7 thoughts on ““Assassins” then, would be assassins now

  1. What motivated the assassins of Julius Caesar, and the Grand Duke Ferdinand? Assassins have been around for a helluva long time. You cannot just look at American (would-be) assassins to try to understand what motivates them. That is just so wrong. (Not dissing Sondheim in any way, he did his job taking a look at assassins. But dissing anyone who thinks they can ignore all non-Ametican (would-be) assassins when trying to study them!)

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    1. Thanks for your comment.

      Of course, assassinations have been around as long as there’s been history. The two you mentioned are among the most famous. Caesar’s assassination (thanks in no small part to Shakespeare) was the part of a coup; Archduke Ferdinand’s was in protest of Hapsburg rule of Serbia. I focused on American presidential assassins because the taking off point of my story was Sondheim’s show. It was not intended to be a survey of assassins or assassinations throughout history. But as I thought about your comments and reflected on the two you mentioned, and others that came to mind… Hitler (Operation Valkyrie); Gandhi and his descendants; Japanese Prime Minister Inukai (1932); the motivations behind virtually all of them seem to coincide with Schrader categories.

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      1. Thanks for at least thinking about it. Being non-American, myself and others like me see how Americans mostly focus on America, as if nothing that happens anywhere else means a damn thing.

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      2. I appreciate your sentiments. I am an American but perhaps a little different than the average “Joe.” I traveled all over the world for business, lived in Tokyo for four years, going back every year or so, pre-Covid, and, through that travel, began to understand the perspectives of non-Americans, many of whom, after all those years, I can still count as friends.

        There are Americans, however, who subscribe to Ronald Reagan’s “shining city on a hill” metaphor…and also another long-held belief by some, “American Exceptionalism.” In many respects, America might be considered “exceptional,” but that exceptionalism is both good and bad. And America’s flaws are many and very, very deep.

        If you haven’t, you might want to read a few of my Around the Block columns I wrote specifically on the subject of “American Exceptionalism.” As I was flipping through my archives, I came across many more on the subject of America, but this should suffice for now.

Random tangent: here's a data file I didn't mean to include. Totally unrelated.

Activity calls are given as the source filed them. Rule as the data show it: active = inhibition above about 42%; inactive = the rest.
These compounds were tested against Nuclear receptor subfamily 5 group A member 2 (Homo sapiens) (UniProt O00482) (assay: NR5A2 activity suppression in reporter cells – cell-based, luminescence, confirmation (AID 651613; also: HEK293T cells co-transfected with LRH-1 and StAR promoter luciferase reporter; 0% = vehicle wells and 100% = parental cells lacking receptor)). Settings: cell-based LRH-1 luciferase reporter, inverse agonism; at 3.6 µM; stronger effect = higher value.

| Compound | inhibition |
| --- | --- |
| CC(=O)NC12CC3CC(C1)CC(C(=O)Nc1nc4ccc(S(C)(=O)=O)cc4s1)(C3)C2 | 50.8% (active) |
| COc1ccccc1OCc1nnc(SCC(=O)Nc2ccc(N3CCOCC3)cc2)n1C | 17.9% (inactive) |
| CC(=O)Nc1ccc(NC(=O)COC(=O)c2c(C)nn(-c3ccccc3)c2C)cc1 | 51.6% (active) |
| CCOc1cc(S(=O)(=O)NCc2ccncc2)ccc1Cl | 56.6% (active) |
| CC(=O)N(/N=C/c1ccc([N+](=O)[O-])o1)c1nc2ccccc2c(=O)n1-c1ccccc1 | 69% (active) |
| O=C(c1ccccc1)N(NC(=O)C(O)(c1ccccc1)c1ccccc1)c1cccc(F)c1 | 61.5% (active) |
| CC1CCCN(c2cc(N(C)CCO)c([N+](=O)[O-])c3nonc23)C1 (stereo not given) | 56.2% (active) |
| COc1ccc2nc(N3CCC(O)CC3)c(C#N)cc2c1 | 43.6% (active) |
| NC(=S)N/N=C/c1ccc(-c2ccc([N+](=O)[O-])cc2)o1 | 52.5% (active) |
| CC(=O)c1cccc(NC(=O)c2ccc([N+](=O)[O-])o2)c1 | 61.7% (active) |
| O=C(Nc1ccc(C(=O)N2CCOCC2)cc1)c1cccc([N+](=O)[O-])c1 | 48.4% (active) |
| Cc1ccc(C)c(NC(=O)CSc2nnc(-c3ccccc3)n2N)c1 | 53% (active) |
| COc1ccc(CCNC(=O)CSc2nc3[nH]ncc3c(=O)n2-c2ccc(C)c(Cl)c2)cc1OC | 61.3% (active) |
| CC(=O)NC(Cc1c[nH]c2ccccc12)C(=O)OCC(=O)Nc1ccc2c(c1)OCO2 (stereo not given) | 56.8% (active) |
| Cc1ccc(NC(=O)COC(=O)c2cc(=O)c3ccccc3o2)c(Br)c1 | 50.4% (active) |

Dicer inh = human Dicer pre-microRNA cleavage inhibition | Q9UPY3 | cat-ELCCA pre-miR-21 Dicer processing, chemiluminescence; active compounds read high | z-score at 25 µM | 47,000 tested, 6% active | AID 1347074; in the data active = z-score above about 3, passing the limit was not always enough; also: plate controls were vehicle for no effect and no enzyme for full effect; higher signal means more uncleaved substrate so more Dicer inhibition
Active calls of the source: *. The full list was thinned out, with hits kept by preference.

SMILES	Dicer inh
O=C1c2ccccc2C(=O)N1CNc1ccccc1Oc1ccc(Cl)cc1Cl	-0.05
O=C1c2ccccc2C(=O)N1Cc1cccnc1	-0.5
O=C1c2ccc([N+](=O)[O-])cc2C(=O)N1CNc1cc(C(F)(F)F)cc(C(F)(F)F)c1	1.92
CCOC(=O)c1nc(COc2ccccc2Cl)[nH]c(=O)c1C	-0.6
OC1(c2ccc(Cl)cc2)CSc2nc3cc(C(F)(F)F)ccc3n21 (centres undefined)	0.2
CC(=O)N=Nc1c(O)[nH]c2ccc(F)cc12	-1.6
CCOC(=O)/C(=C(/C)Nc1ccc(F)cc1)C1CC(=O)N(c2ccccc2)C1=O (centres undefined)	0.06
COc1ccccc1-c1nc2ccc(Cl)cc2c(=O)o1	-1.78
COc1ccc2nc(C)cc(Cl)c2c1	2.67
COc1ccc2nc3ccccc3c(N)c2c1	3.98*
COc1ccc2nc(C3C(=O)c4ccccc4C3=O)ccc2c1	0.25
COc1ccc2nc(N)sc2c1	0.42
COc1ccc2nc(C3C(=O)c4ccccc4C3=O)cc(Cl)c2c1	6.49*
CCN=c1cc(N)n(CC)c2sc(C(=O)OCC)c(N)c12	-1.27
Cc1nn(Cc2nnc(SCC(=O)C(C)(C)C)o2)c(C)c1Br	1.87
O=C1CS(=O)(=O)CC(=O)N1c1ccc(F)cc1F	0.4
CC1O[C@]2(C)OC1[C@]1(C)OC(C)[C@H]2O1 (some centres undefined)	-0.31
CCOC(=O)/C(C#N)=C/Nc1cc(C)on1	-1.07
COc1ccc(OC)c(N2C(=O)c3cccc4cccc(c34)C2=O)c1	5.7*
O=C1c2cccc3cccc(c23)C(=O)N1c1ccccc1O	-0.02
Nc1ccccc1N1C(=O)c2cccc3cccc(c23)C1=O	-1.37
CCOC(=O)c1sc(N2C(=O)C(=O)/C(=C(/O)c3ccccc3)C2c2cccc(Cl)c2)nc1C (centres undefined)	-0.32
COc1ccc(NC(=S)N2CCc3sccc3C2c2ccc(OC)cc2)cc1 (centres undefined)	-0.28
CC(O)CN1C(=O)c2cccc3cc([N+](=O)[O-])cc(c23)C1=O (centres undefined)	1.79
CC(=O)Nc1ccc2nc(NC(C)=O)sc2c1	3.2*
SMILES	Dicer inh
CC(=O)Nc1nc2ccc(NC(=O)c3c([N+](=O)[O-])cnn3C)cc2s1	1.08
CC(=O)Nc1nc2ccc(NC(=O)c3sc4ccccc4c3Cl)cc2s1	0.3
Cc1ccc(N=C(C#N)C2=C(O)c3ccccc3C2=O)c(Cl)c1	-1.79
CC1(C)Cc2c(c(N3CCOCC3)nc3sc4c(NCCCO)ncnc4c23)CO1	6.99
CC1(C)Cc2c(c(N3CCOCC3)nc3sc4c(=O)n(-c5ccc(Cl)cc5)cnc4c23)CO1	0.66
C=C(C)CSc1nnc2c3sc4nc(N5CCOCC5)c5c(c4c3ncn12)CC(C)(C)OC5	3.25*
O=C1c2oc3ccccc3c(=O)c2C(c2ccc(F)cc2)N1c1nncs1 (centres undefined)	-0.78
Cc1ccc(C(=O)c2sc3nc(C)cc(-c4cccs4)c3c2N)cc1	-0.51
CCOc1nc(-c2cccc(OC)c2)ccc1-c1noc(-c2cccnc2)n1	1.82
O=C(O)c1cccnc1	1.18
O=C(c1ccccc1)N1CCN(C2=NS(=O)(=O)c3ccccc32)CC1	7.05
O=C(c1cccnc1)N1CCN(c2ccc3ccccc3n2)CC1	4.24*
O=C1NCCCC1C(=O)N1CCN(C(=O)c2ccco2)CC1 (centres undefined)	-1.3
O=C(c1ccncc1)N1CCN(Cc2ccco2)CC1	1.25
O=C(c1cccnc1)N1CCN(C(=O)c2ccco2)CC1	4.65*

Sorry to inundate you and no obligation to read, but I thought you’d better understand my perspective with some of these.

        One last thing. You said you were a non-American. If you don’t mind saying, where are you from and where do you live? Again, no obligation.

        “American Exceptionalism is over. Was it really ever a thing?” (https://around-the-block.com/2021/10/01/american-exceptionalism-is-over-was-it-really-ever-a-thing/);

        “Is it ‘American Exceptionalism’ or ‘American Except-tionalism'” (https://around-the-block.com/2020/06/28/american-exceptionalism-in-action/)

        “American Exceptionalism – Part 2” (https://around-the-block.com/2020/06/29/american-exceptionalism-part-2/)

        “American Exceptionalism in action!” (https://around-the-block.com/2020/06/28/american-exceptionalism-in-action/)

        “We Live in the Worst Country in the World!” (https://around-the-block.com/2020/04/09/we-live-in-the-worst-country-in-the-world/)

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      3. Presently High Level, Alberta, Canada. If you look on a map look way up near the top of the province. I am in the boonies of the boonies. Presently very busy editting and proofreading a manuscript I am self-publishing. Once that is finished I will try to take a look, if I remember. My brain is in the process of forgetting the now, and clearly remembering the past. No fun. Don’t ever get there, lol.

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      4. I just read your post about ‘The Worst Country In The Wotld’ and before I could comment your site jumped to other posts (not sure how or why) and I could not comment there. Yup, pretty much all truth. But you are only seeing it from a rebellious American viewpoint. The reasons we non-Americans think you live in the worst country in the world is a lot worse. I will try one of the “Exceptionalusm’ posts listed above, and see how it does… Hopefully I will be able to comment right there.